You’re Antarctic bound - or considering it - and now you’re wondering … what will I do when I get there? Turns out, there’s a staggering amount of activity on the White Continent. From sea kayaking to snow camping to shadowing penguins, there never has to be a dull moment. After all, you’ve craved this adventure for so long - make the most of it. Here’s how. 

Depending on your cruise ship and tour operator, your Antarctica small-ship experience may offer several of the following activities. Which ones speak to you? 


This isn’t your regular weekend outing on the local lake! There is nothing quite like kayaking in a glassy sea along the Gerlache coastline, the only sounds the dip of your paddle into the water and Antarctic birds calling. This is your opportunity to paddle right past a fur seal lounging on an ice floe and glimpse minke, orca and humpback whales from water level. 

There are several ways to kayak in Antarctica, depending on your comfort level. For those seeking a focused kayaking program, with several outings during your voyage, look for operators that offer sea kayaking. You’ll need a bit of stamina for these multiple outings. The sit-inside kayaks require more of an effort than the sit-on-top versions. 

If it’s just one, maybe two, paddling excursions you’re after, you’ll enjoy the sit-on-top kayak. As long as you can enter and exit the kayak from the Zodiac, you don’t need an ounce of further kayaking experience to explore in this manner. You’ll get a water-level experience and can see the polar regions from a different point of view. 

Hang Out with Penguins

Photo by Susan Tuckey, Penguins2PolarBears, South Georgia, January 2019

This is the biggie, everyone’s bucket-list item when visiting Antarctica. Don’t worry, there will be plenty of time to get to know these giggle-inducing waddlers, including Adelie, Gentoo, Rockhopper, Chinstrap, Macaroni and the regal Emperor. Penguin watching usually takes place in the Weddell Sea and the Antarctic Circle. 

Stand-Up Paddleboarding 

What a fantastic way to experience the surreal seascapes of Antarctica. Through this hybrid of surfing and kayaking - particularly popular in the past several years - you can move through the water in small groups over calm bays and harbors.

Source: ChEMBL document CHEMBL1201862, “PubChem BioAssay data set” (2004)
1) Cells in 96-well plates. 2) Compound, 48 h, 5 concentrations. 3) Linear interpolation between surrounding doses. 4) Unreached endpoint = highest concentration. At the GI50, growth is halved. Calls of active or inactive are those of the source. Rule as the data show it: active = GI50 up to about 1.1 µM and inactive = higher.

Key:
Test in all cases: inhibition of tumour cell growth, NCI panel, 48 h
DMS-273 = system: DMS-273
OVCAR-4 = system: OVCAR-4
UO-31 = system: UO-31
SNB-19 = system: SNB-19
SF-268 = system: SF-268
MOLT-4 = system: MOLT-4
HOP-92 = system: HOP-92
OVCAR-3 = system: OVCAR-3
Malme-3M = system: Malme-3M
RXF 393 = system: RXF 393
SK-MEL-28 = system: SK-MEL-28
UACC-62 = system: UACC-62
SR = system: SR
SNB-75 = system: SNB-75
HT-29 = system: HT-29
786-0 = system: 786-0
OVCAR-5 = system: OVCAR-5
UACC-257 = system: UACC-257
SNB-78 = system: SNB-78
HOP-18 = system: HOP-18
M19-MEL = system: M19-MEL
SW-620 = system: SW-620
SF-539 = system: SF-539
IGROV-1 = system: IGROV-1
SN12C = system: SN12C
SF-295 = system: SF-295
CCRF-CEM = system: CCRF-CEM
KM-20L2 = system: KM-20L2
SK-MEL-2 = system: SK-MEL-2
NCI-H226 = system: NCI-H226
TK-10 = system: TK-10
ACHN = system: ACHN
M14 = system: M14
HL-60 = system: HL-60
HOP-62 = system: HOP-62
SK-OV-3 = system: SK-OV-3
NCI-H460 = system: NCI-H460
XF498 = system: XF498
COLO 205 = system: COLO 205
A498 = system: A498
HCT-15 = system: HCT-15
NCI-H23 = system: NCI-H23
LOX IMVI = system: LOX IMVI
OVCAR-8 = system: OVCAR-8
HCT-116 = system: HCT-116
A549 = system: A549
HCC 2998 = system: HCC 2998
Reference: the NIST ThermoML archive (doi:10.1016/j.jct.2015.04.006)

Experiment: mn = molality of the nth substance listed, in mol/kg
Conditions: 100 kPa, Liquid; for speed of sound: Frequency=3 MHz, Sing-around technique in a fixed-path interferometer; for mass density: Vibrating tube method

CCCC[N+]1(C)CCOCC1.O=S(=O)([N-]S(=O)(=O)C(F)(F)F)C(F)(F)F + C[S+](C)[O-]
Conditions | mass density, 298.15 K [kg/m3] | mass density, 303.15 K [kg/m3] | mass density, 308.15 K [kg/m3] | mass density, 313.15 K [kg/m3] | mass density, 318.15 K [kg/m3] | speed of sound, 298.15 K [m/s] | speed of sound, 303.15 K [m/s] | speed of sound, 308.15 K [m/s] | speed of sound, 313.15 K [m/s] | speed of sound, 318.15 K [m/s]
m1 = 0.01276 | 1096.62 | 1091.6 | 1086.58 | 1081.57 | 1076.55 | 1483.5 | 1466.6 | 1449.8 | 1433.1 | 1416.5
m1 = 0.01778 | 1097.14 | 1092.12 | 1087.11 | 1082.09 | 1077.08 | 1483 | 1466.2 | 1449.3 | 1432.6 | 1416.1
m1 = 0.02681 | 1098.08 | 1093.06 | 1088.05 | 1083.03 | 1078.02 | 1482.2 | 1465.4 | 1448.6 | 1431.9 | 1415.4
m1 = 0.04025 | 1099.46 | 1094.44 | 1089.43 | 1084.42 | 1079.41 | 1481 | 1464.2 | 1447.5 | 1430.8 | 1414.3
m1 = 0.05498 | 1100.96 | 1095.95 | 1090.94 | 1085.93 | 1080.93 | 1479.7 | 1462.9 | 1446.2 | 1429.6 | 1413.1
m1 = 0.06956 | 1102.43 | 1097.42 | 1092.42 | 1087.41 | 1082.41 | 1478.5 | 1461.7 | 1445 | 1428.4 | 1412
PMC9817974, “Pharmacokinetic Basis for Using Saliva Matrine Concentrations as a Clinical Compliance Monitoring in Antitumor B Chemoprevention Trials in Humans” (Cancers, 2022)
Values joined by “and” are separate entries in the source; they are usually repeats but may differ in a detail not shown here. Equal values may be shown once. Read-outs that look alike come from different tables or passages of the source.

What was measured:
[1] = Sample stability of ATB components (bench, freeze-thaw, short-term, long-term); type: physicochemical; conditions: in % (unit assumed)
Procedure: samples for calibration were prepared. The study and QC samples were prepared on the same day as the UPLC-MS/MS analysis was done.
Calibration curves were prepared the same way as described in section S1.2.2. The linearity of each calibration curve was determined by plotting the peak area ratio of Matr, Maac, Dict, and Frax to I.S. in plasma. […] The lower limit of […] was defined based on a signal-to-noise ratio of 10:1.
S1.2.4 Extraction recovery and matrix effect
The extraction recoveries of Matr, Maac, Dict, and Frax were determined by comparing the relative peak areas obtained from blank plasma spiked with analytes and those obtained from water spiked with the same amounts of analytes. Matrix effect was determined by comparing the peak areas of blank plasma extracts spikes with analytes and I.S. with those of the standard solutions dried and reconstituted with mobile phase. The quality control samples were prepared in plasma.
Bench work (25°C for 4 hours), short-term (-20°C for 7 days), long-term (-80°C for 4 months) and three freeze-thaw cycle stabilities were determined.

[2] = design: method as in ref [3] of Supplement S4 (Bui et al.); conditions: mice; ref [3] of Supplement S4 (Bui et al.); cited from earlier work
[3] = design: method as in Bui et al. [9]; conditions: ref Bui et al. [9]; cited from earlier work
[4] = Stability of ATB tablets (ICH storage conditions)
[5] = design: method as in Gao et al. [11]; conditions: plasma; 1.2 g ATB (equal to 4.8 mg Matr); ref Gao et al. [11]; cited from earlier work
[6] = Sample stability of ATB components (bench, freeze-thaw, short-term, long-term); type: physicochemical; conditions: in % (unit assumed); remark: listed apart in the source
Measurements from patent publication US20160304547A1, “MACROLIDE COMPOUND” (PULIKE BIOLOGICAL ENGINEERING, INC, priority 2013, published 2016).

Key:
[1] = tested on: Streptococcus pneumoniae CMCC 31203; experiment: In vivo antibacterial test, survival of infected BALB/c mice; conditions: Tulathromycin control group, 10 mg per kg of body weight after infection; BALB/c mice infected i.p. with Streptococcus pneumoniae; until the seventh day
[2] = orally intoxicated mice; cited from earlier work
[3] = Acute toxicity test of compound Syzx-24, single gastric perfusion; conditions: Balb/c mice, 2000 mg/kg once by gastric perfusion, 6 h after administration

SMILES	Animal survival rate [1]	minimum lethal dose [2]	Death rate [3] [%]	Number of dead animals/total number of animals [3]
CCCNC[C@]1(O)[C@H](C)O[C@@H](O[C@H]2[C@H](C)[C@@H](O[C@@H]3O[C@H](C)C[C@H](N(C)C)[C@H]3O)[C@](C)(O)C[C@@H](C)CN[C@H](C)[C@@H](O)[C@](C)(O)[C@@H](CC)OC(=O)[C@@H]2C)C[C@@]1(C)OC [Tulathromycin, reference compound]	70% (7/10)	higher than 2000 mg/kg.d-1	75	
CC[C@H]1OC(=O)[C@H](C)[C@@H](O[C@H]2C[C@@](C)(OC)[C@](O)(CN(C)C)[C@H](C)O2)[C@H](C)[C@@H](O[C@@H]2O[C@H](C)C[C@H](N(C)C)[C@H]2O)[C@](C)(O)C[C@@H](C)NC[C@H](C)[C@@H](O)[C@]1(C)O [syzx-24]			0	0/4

Hovercraft Outings

Some Antarctic small-group operators offer exciting hovercraft excursions. With its unique propulsion system, this type of craft allows for exploration on land and at sea no matter what the weather conditions. 

Snorkeling and Scuba Diving

With the right gear and guide, you can see what Antarctic marine life is awaiting you below the surface. Polar snorkeling, as it’s called, will introduce you to kelp walls, crabs, sea butterflies, sea-hedgehogs, krill and the like. You may even swim next to a fur or leopard seal or a playful penguin. Divers can undertake shallow ice diving, view underwater icebergs and unique coral and, perhaps, meet a walrus or two. The ever-changing hue of the blue water is mesmerizing. 


Check out the Antarctic landscape like an albatross does - from the sky. If you’re really into penguins, this is a splurge that’s totally worth it. Look for multi-day helicopter visits to remote Emperor penguin rookeries, where you’ll really be able to immerse yourself in the wildlife and the habitat. Or, go all out and take a month-long cruise of the entire western Antarctic shoreline by ship, with expeditions into the interior via helicopter. One particular cool flight-seeing destination is Blood Falls. It’s actually bright red and spews from the Taylor Glacier. Ask your guide about the science behind the phenomenal color - it’s fascinating. 

Travel with (More) Experts

Whichever Antarctica small-ship cruise line you travel with, you’re likely to be accompanied by a variety of nature and wildlife experts. Take it one step further and learn from scientists, historians, explorers and artists - you may sail with Peter Hillary, son of Everest’s Sir Edmund Hillary or Jamling Tenzing Norgay, son of Everest pioneer Tenzing Norgay. Along these same lines, you can visit the Vernadsky Research Base on Galindez Island, where the scientists are hard at work studying meteorology, ecology, biology, glaciology, seismology and more. 

Ski or Snowboard 

Think you’ve skied plenty of backcountry? Think again. A few expedition cruise lines offer off-piste skiing and snowboarding on Antarctica’s pure white snow. You can even reenact Shackleton’s famous journey into South Georgia on skis, snowboard or by foot. 

Go Camping 

No noisy neighbors here … your tent camping nights in Antarctica will be gloriously silent. What’s that? A penguin waddling by? That’s the kind of once-in-a-lifetime disturbance you won’t mind. Plenty of expedition tour operators offer this kind of adventure as an add-on to your voyage. Should you choose it, you’ll get a briefing on the basics of camping on the 7th continent and help preparing your site. Plus, you’ll be snug as a bug in your tent and insulated sleeping bag - or, for a more extreme experience, a waterproof, cold-weather bivy sack and thermal mat. The stargazing is magical. 

Take a Polar Plunge 

This is likely your only chance in life to swim in Antarctica’s freezing water. Go ahead and do it. You’ll fully submerge, hop back out and have bragging rights for life. 

Ready to Go? 

I can help you narrow down your activity choices in Antarctica, honing in on those of which you’ve long been daydreaming and making reservations plenty in advance. Typically, excursions that include exploring by Zodiac or on foot do not come at an extra fee. However, those add-in activities, like sea kayaking, skiing, stand-up paddleboarding and camping - will require advance planning and an extra cost. 

Let’s embrace your inner Antarctic explorer!